A thorough psychometric comparison between Athens Insomnia Scale and Insomnia Severity Index among patients with advanced cancer

Chung Ying Lin, Andy S.K. Cheng, Babak Nejati, Vida Imani, Martin Ulander, Maria Browall, Mark D. Griffiths, Anders Broström, Amir H. Pakpour

Research output: Journal article publicationJournal articleAcademic researchpeer-review

13 Citations (Scopus)

Abstract

For patients with cancer, sleep disturbance is commonplace. Using classical test theory and Rasch analyses, the present study compared two commonly used psychometric instruments for insomnia – Athens Insomnia Scale and Insomnia Severity Index – among patients with advanced cancer. Through convenience sampling, patients with cancer at stage III or IV (n = 573; 326 males; mean age = 61.3 years; SD = 10.7) from eight oncology units of university hospitals in Iran participated in the study. All the participants completed the Athens Insomnia Scale, Insomnia Severity Index, Edmonton Symptom Assessment Scale, Hospital Anxiety and Depression Scale, General Health Questionnaire-12, Epworth Sleepiness Scale and Pittsburgh Sleep Quality Index. Additionally, 433 participants wore an Actigraph device for two continuous weekdays. Classical test theory and Rasch analysis both supported the construct validity for Athens Insomnia Scale (factor loadings from confirmatory factor analysis = 0.61–0.87; test–retest reliability = 0.72–0.82; infit mean square = 0.81–1.17; outfit MnSq = 0.79–1.14) and for Insomnia Severity Index (factor loadings from confirmatory factor analysis = 0.61–0.81; test–retest reliability = 0.72–0.82; infit mean square = 0.72–1.14; outfit mean square = 0.76–1.11). Both Athens Insomnia Scale and Insomnia Severity Index had significant associations with Edmonton Symptom Assessment Scale, Hospital Anxiety and Depression Scale, General Health Questionnaire-12, Epworth Sleepiness Scale and Pittsburgh Sleep Quality Index, as well as having good sensitivity and specificity. Significant differences in the actigraphy measure were found between insomniacs and non-insomniacs based on Athens Insomnia Scale or Insomnia Severity Index score. With promising results, healthcare providers can use either Athens Insomnia Scale or Insomnia Severity Index to understand the insomnia of patients with advanced cancer.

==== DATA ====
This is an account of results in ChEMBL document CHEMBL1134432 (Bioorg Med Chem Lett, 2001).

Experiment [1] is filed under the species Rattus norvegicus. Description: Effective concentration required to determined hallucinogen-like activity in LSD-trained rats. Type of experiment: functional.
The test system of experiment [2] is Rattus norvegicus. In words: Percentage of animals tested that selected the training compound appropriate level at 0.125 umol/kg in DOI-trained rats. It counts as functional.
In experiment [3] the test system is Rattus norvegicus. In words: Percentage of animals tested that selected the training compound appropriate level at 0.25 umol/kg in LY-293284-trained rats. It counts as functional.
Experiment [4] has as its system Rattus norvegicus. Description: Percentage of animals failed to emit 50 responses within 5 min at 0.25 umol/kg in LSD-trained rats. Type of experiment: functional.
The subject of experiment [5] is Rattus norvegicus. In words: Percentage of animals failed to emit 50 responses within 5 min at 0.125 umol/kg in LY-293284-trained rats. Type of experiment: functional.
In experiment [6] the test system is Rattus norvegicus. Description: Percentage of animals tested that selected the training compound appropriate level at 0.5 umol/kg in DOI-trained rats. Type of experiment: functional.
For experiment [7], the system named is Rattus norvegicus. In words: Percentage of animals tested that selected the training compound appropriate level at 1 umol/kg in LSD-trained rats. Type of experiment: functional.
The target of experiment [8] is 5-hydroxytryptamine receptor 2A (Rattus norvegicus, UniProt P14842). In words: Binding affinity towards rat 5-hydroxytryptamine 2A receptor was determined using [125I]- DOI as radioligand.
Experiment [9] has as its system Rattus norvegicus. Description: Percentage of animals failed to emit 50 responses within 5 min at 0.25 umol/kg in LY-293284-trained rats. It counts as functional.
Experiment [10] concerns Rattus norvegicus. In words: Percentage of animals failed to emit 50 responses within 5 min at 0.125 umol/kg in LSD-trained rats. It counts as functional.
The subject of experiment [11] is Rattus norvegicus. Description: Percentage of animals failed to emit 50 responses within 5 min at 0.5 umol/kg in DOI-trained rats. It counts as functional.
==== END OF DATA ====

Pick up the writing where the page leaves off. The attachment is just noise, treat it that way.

Original languageEnglish
Article numbere12891
JournalJournal of Sleep Research
DOIs
Publication statusPublished - 1 Jan 2019

Keywords

  • confirmatory factor analysis
  • insomnia
  • oncology
  • psychometrics
  • Rasch analysis
  • sleep disorders

ASJC Scopus subject areas

  • Cognitive Neuroscience
  • Behavioral Neuroscience

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